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The Company of Fellows Kindle Edition

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Length: 319 pages Word Wise: Enabled Enhanced Typesetting: Enabled

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Product Details

  • File Size: 3212 KB
  • Print Length: 319 pages
  • Simultaneous Device Usage: Unlimited
  • Publication Date: December 16, 2013
  • Sold by: Amazon Digital Services, Inc.
  • Language: English
  • Text-to-Speech: Enabled
  • X-Ray:
  • Word Wise: Enabled
  • Lending: Enabled
  • Enhanced Typesetting: Enabled
  • Amazon Best Sellers Rank: #800,641 Paid in Kindle Store (See Top 100 Paid in Kindle Store)
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Customer Reviews

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28 of 31 people found the following review helpful By Amazon Customer on November 16, 2011
Format: Kindle Edition Verified Purchase
I'm giving this two stars because it was very well written, otherwise, I'd give it only one.

I admit that I'm squeamish and have a vivid imagination. Some of the descriptions in this book, I really wish I had never cast my eyes on. I ended up flipping through and skimming to the end, skipping largish chunks, because I found it so disturbing. Most of the characters were beyond unlikeable, but were downright repellent, but that wasn't what I found such a turn off. The worst bit, I cannot repeat here or even hint at what it was, it was so repugnant and nauseating.

I don't read only cozy mysteries -- when in the right mood, for example, I also can enjoy Jonathan Kellerman, whose books often deal with uncomfortable and dark subject matter -- but this book was, for me, off the charts in terms of how disturbing it was. YMMV, as they say.

The book may have many merits which my disgust has erased from my memory. If you would like an accounting of the book's virtues, read some of the 4- and 5-star reviews.

I deleted it from my device and from my account.
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9 of 9 people found the following review helpful By E J Miller on June 28, 2011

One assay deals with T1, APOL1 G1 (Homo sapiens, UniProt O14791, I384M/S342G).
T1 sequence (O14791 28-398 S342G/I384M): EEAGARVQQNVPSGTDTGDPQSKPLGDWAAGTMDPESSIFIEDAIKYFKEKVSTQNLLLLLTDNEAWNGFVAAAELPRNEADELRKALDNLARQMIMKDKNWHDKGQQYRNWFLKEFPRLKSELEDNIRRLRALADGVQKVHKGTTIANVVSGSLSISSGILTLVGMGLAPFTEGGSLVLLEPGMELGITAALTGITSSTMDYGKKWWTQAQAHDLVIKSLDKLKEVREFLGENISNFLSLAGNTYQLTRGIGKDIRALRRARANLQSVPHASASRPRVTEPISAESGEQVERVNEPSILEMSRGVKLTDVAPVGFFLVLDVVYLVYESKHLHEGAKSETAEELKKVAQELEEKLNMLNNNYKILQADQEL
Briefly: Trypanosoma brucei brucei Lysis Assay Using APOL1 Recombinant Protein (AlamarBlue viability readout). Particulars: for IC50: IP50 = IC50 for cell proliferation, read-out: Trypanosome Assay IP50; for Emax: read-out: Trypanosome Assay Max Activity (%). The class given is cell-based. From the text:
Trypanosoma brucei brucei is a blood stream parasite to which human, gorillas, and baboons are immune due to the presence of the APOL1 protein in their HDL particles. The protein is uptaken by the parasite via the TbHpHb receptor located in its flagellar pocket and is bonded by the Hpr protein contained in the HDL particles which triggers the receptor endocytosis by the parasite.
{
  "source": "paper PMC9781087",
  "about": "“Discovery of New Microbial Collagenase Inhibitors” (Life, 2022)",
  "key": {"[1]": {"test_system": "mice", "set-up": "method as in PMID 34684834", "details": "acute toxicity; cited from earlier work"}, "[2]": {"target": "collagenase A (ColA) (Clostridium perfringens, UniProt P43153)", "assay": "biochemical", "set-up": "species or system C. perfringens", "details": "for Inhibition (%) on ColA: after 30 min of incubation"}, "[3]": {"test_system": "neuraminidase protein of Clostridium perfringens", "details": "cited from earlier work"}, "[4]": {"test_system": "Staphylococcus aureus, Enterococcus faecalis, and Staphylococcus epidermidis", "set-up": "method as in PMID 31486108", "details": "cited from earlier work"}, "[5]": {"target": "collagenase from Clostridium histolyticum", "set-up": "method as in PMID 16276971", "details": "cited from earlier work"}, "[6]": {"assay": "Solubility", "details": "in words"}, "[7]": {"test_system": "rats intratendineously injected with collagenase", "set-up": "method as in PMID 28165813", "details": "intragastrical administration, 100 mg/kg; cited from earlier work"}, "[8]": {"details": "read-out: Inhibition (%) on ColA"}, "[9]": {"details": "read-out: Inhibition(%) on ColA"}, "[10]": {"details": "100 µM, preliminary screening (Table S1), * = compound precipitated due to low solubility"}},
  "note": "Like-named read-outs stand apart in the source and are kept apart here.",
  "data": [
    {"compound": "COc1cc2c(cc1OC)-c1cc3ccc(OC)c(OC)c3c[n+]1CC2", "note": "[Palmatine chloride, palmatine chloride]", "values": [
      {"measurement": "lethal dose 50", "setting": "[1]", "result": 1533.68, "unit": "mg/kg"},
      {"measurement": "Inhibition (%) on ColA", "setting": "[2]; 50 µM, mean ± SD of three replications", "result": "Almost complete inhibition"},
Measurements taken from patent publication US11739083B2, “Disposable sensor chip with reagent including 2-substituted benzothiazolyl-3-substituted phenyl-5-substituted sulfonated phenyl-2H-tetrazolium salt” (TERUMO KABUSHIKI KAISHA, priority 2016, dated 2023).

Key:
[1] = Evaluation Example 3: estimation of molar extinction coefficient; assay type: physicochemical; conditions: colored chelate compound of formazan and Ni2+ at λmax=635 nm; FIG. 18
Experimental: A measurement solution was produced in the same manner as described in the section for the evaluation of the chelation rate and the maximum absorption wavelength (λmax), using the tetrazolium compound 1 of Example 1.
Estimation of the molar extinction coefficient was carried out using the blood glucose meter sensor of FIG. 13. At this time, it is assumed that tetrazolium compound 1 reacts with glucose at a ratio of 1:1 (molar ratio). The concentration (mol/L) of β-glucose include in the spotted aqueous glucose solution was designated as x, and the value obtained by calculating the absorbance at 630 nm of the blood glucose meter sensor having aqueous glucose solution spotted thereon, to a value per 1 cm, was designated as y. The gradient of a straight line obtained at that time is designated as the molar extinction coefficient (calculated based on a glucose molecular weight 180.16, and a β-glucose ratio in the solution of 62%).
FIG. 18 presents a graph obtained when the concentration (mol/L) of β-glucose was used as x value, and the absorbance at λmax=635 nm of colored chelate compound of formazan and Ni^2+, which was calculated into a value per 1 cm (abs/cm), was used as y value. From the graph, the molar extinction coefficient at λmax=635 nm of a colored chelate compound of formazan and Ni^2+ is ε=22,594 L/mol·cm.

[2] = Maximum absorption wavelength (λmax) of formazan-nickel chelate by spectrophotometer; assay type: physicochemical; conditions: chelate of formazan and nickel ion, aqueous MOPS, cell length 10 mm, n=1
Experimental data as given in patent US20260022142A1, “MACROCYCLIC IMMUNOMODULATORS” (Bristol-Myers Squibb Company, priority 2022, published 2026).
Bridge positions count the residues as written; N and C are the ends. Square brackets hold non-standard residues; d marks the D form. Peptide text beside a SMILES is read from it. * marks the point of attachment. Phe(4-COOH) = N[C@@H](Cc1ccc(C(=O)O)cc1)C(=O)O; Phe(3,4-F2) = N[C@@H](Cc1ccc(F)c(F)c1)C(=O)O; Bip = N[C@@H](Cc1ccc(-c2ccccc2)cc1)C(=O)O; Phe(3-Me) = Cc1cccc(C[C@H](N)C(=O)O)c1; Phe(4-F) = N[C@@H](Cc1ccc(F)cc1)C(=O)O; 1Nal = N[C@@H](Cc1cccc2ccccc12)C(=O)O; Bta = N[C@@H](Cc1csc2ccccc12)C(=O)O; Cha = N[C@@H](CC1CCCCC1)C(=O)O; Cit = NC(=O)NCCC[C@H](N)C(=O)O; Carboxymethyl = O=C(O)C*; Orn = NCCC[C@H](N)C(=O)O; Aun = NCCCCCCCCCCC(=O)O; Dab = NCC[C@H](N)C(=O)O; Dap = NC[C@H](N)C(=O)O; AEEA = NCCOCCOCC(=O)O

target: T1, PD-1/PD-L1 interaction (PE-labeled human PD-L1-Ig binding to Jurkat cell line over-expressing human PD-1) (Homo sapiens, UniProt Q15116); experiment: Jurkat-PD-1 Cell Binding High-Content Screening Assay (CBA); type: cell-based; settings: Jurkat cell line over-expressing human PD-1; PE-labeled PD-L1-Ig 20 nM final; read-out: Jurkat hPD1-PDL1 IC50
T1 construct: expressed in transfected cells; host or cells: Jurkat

Format: Kindle Edition
I know Oxford and was looking forward to reading this. I was not disappointed.

Tommy West is not like you or me. He's better than us on so many levels - intelligence, deductive reasoning, erudition, taste and incredible physicality. He does have one characteristic that mitigates all those rather unbelievable talents and turns him from some sort of superhuman figure into someone we can sympathise with.

Dan Holloway has created a memorable character in Tommy. Someone who fights his demons, who struggles to stay on the right side of sanity, who almost cracks under pressure. Tommy's inward battles run alongside murder, academic integrity - and the lack of it in some instances, and a complex plot which continues to surprise right to the end.

Other reviewers have mentioned gut-wrenching descriptions in the story. I read those parts, too and they were extremely disturbing. I'm not sure the most depraved and grisly descriptions actually added anything to the story. I found them slightly out of kilter with the rest of the narrative and could have enjoyed the book just as well with something a little less disgusting.

The extreme content in one part and far too many typos and mistakes stop this from being a five-star read for me.

Even so, I'm looking forward to the sequels - and hope for a more comprehensively edited offering next time.


Lying in Wait
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10 of 11 people found the following review helpful By Ms. G. van der Rol on April 17, 2011
Format: Kindle Edition Verified Purchase